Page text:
“There should be a clear definition of best practice within the business analysis community,” said Paul Turner of Business & IS Skills, who is working on a refresh of the BCS ISEB qualifications.
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Speaking at a BCS book launch, Turner highlighted the communications difficulties between business IT users and software developers, and the demand for business analysis. ISEB qualifications had helped address this need, he said.
The book, entitled Business Analysis, is the result of collaboration between several authors, and provides workable skills and techniques, underpinned with academic theory. Turner said the book was there to plug the gaps in these qualifications, not replace them.
He said, “If a person uses the SFIA [IT skills framework] they should be covered as a business analyst, and the newer qualifications within the ISEB framework also cover business change.”
A new IT-enabled business change qualification is being piloted alongside the ISEB qualification in business analysis. These are contributing towards providing ongoing definitions to a series of professional roles and qualifications in specific disciplines.
Debra Paul, director of Assist Knowledge Development and co-editor of the book, said Business Analysis aimed to build on a specialist pool of knowledge to help support the profession. The book provides best practice techniques and should be viewed as an additional reference tool.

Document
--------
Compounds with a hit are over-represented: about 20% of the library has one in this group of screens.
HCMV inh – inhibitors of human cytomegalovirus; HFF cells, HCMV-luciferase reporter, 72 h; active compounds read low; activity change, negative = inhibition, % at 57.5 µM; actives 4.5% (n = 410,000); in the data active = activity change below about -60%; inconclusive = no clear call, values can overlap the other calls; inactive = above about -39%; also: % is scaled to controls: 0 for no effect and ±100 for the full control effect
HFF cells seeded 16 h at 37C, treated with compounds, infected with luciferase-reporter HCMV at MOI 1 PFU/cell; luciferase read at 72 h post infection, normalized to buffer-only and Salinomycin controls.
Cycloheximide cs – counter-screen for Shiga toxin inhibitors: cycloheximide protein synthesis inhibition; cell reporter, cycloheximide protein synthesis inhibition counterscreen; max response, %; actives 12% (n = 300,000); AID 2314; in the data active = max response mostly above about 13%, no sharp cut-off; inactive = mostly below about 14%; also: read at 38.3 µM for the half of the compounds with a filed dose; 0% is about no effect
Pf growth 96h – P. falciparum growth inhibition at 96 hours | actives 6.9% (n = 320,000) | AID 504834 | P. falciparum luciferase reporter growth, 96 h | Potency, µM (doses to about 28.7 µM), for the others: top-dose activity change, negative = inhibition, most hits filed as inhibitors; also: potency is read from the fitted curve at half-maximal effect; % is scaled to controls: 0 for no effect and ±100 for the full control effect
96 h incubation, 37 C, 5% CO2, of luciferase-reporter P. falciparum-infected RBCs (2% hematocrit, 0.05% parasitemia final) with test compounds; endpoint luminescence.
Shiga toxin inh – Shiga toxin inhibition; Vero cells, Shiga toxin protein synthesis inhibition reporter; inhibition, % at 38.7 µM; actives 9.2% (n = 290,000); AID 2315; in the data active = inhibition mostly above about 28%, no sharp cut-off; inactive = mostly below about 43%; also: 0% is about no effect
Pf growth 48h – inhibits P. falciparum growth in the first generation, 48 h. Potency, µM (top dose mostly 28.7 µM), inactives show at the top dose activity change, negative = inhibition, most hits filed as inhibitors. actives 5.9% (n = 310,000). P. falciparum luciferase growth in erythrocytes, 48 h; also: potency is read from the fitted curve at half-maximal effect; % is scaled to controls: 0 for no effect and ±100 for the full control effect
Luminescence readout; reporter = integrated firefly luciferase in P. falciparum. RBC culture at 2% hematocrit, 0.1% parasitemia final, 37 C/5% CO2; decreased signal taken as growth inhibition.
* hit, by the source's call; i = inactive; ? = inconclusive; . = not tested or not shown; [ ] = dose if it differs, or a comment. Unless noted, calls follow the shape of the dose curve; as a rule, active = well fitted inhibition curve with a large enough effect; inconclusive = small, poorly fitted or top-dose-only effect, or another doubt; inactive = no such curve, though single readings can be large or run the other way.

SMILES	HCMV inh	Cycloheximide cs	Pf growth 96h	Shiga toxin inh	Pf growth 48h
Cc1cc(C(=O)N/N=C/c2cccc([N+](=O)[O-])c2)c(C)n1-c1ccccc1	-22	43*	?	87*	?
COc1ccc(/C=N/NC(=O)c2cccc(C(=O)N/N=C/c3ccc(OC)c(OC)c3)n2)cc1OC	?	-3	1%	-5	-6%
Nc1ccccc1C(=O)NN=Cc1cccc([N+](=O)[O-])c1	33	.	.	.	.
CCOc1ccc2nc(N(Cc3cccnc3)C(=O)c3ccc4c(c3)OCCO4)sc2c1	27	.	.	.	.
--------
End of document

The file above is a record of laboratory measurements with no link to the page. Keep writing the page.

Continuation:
Craig Rollason, a senior business analyst and one of the authors, explained how business analysts were reinventing themselves by obtaining new skills and broadening their remit. He cited core skills that a business analyst should have.
● Project design – designing suitable business and technical strategies to meet the necessary criteria a business. This means doing things the right way by selecting the appropriate means of analysis, the right tools and the right resources.
● Change management – IT enables something else to create value. Business and IT change help to facilitate a business’s final outcomes and benefits. Business analysts must understand business change and how it comes about by having knowledge of an organisation’s culture, capability, and processes.
● Emotional intelligence – a “soft skill” involving managing relationships, having self awareness, empathy and political influence, as opposed to mental intelligence (IQ). Emotional intelligence involves engaging people’s hearts and minds to a project, which is inevitably the formula for business transformation.
Information on BCS membership: www.bcs.org/membership